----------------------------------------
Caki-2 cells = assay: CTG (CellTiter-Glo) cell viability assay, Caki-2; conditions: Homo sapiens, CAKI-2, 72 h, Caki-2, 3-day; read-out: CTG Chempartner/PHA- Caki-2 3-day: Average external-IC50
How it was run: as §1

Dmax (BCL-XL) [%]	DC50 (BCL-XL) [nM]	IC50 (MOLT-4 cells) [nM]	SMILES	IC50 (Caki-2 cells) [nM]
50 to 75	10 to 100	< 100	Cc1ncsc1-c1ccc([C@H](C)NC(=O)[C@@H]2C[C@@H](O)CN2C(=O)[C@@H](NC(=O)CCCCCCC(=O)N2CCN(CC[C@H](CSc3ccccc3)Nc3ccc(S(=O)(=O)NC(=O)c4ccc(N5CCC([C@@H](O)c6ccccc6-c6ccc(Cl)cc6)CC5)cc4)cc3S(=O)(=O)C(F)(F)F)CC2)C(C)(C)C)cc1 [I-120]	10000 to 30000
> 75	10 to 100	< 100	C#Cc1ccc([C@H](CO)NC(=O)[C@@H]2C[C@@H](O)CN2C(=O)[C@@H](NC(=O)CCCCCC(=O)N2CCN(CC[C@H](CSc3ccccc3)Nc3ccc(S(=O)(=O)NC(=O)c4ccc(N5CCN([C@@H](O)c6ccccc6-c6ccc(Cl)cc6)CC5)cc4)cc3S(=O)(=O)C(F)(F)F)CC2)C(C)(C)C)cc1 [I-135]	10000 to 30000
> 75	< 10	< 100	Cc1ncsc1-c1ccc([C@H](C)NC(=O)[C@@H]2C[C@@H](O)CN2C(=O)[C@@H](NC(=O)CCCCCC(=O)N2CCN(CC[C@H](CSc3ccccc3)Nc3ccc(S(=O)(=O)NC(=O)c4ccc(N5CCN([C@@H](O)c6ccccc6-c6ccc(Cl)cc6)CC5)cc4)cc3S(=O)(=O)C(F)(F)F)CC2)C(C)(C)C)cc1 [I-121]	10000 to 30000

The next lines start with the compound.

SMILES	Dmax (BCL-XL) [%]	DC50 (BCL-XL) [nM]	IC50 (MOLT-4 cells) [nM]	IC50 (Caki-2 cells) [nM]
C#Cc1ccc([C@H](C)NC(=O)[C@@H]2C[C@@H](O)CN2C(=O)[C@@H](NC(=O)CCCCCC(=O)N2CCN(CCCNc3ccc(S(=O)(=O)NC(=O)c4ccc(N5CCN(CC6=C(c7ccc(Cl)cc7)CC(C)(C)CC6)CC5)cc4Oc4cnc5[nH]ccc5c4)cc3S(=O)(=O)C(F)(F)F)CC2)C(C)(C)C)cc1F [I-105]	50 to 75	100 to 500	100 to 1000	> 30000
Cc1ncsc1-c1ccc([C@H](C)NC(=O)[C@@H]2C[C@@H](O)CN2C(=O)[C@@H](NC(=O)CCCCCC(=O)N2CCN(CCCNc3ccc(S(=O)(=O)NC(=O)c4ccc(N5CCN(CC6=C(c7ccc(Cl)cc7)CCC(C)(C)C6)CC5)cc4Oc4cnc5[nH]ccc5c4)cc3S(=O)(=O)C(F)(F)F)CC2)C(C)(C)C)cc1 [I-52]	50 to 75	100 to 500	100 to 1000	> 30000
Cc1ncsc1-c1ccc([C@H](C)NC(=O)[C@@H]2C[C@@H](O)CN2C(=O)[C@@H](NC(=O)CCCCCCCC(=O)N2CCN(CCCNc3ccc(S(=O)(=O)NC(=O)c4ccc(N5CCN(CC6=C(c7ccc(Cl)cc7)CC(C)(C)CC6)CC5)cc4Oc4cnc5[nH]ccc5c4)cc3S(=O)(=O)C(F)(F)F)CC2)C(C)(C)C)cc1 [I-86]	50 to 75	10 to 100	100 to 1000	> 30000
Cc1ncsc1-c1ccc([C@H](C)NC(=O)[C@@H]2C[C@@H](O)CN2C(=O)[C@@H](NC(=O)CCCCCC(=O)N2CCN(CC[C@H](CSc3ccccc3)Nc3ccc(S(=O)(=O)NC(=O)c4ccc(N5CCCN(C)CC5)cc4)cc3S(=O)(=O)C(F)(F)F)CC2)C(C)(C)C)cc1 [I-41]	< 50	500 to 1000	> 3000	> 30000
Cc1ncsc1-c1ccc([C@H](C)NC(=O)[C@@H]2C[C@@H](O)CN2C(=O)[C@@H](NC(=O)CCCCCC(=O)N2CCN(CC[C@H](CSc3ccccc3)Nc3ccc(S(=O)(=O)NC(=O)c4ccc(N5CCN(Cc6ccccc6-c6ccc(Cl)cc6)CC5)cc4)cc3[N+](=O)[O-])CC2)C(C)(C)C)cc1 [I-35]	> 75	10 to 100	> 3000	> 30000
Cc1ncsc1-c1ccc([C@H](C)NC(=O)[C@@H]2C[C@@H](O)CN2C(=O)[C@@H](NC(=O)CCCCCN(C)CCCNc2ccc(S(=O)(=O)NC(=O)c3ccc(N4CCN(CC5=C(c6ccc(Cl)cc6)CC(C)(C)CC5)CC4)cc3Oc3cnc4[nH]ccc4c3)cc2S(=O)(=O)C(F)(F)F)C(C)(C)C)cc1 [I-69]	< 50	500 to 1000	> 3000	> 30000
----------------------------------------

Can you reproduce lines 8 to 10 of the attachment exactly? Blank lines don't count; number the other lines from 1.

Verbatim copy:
SMILES	Dmax (BCL-XL) [%]	DC50 (BCL-XL) [nM]	IC50 (MOLT-4 cells) [nM]	IC50 (Caki-2 cells) [nM]
C#Cc1ccc([C@H](C)NC(=O)[C@@H]2C[C@@H](O)CN2C(=O)[C@@H](NC(=O)CCCCCC(=O)N2CCN(CCCNc3ccc(S(=O)(=O)NC(=O)c4ccc(N5CCN(CC6=C(c7ccc(Cl)cc7)CC(C)(C)CC6)CC5)cc4Oc4cnc5[nH]ccc5c4)cc3S(=O)(=O)C(F)(F)F)CC2)C(C)(C)C)cc1F [I-105]	50 to 75	100 to 500	100 to 1000	> 30000
Cc1ncsc1-c1ccc([C@H](C)NC(=O)[C@@H]2C[C@@H](O)CN2C(=O)[C@@H](NC(=O)CCCCCC(=O)N2CCN(CCCNc3ccc(S(=O)(=O)NC(=O)c4ccc(N5CCN(CC6=C(c7ccc(Cl)cc7)CCC(C)(C)C6)CC5)cc4Oc4cnc5[nH]ccc5c4)cc3S(=O)(=O)C(F)(F)F)CC2)C(C)(C)C)cc1 [I-52]	50 to 75	100 to 500	100 to 1000	> 30000